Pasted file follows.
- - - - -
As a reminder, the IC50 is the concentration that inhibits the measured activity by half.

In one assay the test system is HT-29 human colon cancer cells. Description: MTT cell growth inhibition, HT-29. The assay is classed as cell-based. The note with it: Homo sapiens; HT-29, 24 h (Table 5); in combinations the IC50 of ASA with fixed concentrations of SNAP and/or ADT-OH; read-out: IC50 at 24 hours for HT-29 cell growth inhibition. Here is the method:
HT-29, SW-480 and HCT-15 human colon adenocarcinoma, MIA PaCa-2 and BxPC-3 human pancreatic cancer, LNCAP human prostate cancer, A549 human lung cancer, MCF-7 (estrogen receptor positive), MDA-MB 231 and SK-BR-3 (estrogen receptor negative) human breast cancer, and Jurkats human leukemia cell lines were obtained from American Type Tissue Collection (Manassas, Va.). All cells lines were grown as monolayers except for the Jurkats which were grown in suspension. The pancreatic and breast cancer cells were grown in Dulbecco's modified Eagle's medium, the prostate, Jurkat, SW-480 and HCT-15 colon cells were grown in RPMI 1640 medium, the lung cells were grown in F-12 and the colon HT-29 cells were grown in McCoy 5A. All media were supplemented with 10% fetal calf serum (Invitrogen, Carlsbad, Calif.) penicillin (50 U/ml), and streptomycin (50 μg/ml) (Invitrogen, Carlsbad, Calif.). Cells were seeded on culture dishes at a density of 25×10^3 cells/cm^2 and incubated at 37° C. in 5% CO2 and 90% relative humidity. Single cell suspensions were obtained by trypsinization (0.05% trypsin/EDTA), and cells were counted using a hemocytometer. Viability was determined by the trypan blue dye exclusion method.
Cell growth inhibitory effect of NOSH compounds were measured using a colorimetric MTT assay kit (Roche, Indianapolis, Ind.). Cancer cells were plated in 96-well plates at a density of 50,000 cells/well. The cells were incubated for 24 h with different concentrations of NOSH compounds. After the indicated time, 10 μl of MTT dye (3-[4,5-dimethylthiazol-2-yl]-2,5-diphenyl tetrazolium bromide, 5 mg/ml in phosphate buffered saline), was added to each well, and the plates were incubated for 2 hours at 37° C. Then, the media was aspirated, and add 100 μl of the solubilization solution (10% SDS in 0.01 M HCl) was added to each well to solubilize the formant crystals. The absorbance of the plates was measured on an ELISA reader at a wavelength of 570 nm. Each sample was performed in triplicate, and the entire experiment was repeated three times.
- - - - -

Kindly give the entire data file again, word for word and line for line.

As a reminder, the IC50 is the concentration that inhibits the measured activity by half.

In one assay the test system is HT-29 human colon cancer cells. Description: MTT cell growth inhibition, HT-29. The assay is classed as cell-based. The note with it: Homo sapiens; HT-29, 24 h (Table 5); in combinations the IC50 of ASA with fixed concentrations of SNAP and/or ADT-OH; read-out: IC50 at 24 hours for HT-29 cell growth inhibition. Here is the method:
HT-29, SW-480 and HCT-15 human colon adenocarcinoma, MIA PaCa-2 and BxPC-3 human pancreatic cancer, LNCAP human prostate cancer, A549 human lung cancer, MCF-7 (estrogen receptor positive), MDA-MB 231 and SK-BR-3 (estrogen receptor negative) human breast cancer, and Jurkats human leukemia cell lines were obtained from American Type Tissue Collection (Manassas, Va.). All cells lines were grown as monolayers except for the Jurkats which were grown in suspension. The pancreatic and breast cancer cells were grown in Dulbecco's modified Eagle's medium, the prostate, Jurkat, SW-480 and HCT-15 colon cells were grown in RPMI 1640 medium, the lung cells were grown in F-12 and the colon HT-29 cells were grown in McCoy 5A. All media were supplemented with 10% fetal calf serum (Invitrogen, Carlsbad, Calif.) penicillin (50 U/ml), and streptomycin (50 μg/ml) (Invitrogen, Carlsbad, Calif.). Cells were seeded on culture dishes at a density of 25×10^3 cells/cm^2 and incubated at 37° C. in 5% CO2 and 90% relative humidity. Single cell suspensions were obtained by trypsinization (0.05% trypsin/EDTA), and cells were counted using a hemocytometer. Viability was determined by the trypan blue dye exclusion method.
Cell growth inhibitory effect of NOSH compounds were measured using a colorimetric MTT assay kit (Roche, Indianapolis, Ind.). Cancer cells were plated in 96-well plates at a density of 50,000 cells/well. The cells were incubated for 24 h with different concentrations of NOSH compounds. After the indicated time, 10 μl of MTT dye (3-[4,5-dimethylthiazol-2-yl]-2,5-diphenyl tetrazolium bromide, 5 mg/ml in phosphate buffered saline), was added to each well, and the plates were incubated for 2 hours at 37° C. Then, the media was aspirated, and add 100 μl of the solubilization solution (10% SDS in 0.01 M HCl) was added to each well to solubilize the formant crystals. The absorbance of the plates was measured on an ELISA reader at a wavelength of 570 nm. Each sample was performed in triplicate, and the entire experiment was repeated three times.